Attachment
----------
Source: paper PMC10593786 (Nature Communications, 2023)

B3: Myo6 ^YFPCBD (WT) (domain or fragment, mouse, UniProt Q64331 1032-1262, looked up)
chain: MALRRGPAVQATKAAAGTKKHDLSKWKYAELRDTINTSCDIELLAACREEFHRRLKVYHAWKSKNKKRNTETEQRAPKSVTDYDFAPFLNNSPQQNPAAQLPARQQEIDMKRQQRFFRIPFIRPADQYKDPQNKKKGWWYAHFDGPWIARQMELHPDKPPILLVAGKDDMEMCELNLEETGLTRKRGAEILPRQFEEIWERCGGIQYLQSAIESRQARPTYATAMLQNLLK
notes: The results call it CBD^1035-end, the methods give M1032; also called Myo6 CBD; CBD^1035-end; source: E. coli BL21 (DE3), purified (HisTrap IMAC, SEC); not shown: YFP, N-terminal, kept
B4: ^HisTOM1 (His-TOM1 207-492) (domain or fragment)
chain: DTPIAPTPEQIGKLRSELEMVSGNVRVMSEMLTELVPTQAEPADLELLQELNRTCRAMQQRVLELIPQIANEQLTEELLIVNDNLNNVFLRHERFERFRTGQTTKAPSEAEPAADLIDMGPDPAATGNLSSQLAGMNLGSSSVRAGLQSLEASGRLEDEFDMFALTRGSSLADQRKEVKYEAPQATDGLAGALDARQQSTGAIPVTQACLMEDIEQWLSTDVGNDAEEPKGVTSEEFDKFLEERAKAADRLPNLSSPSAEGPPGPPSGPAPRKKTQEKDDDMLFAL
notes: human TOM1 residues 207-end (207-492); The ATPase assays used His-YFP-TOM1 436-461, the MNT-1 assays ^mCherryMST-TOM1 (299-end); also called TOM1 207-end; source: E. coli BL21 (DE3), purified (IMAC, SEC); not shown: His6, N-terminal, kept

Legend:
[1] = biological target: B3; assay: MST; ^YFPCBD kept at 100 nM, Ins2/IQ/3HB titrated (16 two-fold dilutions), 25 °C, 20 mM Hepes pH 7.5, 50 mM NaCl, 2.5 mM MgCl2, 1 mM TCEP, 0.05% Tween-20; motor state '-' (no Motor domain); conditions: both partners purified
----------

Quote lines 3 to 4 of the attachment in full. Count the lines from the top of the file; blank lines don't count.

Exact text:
chain: MALRRGPAVQATKAAAGTKKHDLSKWKYAELRDTINTSCDIELLAACREEFHRRLKVYHAWKSKNKKRNTETEQRAPKSVTDYDFAPFLNNSPQQNPAAQLPARQQEIDMKRQQRFFRIPFIRPADQYKDPQNKKKGWWYAHFDGPWIARQMELHPDKPPILLVAGKDDMEMCELNLEETGLTRKRGAEILPRQFEEIWERCGGIQYLQSAIESRQARPTYATAMLQNLLK
notes: The results call it CBD^1035-end, the methods give M1032; also called Myo6 CBD; CBD^1035-end; source: E. coli BL21 (DE3), purified (HisTrap IMAC, SEC); not shown: YFP, N-terminal, kept